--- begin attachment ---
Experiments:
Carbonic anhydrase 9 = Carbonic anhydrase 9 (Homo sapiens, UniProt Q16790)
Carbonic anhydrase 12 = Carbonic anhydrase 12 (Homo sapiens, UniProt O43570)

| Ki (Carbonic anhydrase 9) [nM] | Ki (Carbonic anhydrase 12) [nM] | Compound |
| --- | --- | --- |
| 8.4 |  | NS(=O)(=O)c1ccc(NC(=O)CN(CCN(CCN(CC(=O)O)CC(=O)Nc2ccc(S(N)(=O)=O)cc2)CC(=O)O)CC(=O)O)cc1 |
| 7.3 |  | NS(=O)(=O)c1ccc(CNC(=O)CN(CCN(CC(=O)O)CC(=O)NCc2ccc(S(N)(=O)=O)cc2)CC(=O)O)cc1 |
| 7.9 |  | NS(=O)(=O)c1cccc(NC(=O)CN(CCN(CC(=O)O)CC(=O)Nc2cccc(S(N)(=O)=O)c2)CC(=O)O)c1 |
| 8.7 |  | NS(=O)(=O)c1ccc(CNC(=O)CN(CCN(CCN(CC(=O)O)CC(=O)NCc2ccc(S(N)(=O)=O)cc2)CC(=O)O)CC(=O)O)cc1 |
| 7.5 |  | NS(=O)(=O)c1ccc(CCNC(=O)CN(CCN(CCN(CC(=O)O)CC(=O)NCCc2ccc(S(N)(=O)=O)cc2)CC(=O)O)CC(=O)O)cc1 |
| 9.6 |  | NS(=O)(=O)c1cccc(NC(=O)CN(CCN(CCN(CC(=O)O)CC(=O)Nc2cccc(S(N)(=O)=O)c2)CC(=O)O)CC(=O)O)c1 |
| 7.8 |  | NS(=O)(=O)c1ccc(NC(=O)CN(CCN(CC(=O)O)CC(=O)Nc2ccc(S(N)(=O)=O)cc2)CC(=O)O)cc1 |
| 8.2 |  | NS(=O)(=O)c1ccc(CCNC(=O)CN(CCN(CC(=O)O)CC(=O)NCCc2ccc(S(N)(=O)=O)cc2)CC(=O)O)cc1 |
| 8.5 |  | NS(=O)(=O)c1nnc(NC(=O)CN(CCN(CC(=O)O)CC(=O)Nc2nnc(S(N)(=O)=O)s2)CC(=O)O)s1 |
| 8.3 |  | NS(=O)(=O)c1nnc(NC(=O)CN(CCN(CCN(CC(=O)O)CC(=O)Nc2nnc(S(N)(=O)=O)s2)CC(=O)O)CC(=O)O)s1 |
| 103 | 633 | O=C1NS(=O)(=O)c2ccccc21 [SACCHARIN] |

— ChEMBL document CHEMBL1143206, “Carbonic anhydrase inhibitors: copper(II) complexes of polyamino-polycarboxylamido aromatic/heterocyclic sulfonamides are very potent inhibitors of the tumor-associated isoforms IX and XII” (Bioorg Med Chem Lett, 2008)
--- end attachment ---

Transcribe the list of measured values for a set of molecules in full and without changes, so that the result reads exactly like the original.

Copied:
Experiments:
Carbonic anhydrase 9 = Carbonic anhydrase 9 (Homo sapiens, UniProt Q16790)
Carbonic anhydrase 12 = Carbonic anhydrase 12 (Homo sapiens, UniProt O43570)

| Ki (Carbonic anhydrase 9) [nM] | Ki (Carbonic anhydrase 12) [nM] | Compound |
| --- | --- | --- |
| 8.4 |  | NS(=O)(=O)c1ccc(NC(=O)CN(CCN(CCN(CC(=O)O)CC(=O)Nc2ccc(S(N)(=O)=O)cc2)CC(=O)O)CC(=O)O)cc1 |
| 7.3 |  | NS(=O)(=O)c1ccc(CNC(=O)CN(CCN(CC(=O)O)CC(=O)NCc2ccc(S(N)(=O)=O)cc2)CC(=O)O)cc1 |
| 7.9 |  | NS(=O)(=O)c1cccc(NC(=O)CN(CCN(CC(=O)O)CC(=O)Nc2cccc(S(N)(=O)=O)c2)CC(=O)O)c1 |
| 8.7 |  | NS(=O)(=O)c1ccc(CNC(=O)CN(CCN(CCN(CC(=O)O)CC(=O)NCc2ccc(S(N)(=O)=O)cc2)CC(=O)O)CC(=O)O)cc1 |
| 7.5 |  | NS(=O)(=O)c1ccc(CCNC(=O)CN(CCN(CCN(CC(=O)O)CC(=O)NCCc2ccc(S(N)(=O)=O)cc2)CC(=O)O)CC(=O)O)cc1 |
| 9.6 |  | NS(=O)(=O)c1cccc(NC(=O)CN(CCN(CCN(CC(=O)O)CC(=O)Nc2cccc(S(N)(=O)=O)c2)CC(=O)O)CC(=O)O)c1 |
| 7.8 |  | NS(=O)(=O)c1ccc(NC(=O)CN(CCN(CC(=O)O)CC(=O)Nc2ccc(S(N)(=O)=O)cc2)CC(=O)O)cc1 |
| 8.2 |  | NS(=O)(=O)c1ccc(CCNC(=O)CN(CCN(CC(=O)O)CC(=O)NCCc2ccc(S(N)(=O)=O)cc2)CC(=O)O)cc1 |
| 8.5 |  | NS(=O)(=O)c1nnc(NC(=O)CN(CCN(CC(=O)O)CC(=O)Nc2nnc(S(N)(=O)=O)s2)CC(=O)O)s1 |
| 8.3 |  | NS(=O)(=O)c1nnc(NC(=O)CN(CCN(CCN(CC(=O)O)CC(=O)Nc2nnc(S(N)(=O)=O)s2)CC(=O)O)CC(=O)O)s1 |
| 103 | 633 | O=C1NS(=O)(=O)c2ccccc21 [SACCHARIN] |

— ChEMBL document CHEMBL1143206, “Carbonic anhydrase inhibitors: copper(II) complexes of polyamino-polycarboxylamido aromatic/heterocyclic sulfonamides are very potent inhibitors of the tumor-associated isoforms IX and XII” (Bioorg Med Chem Lett, 2008)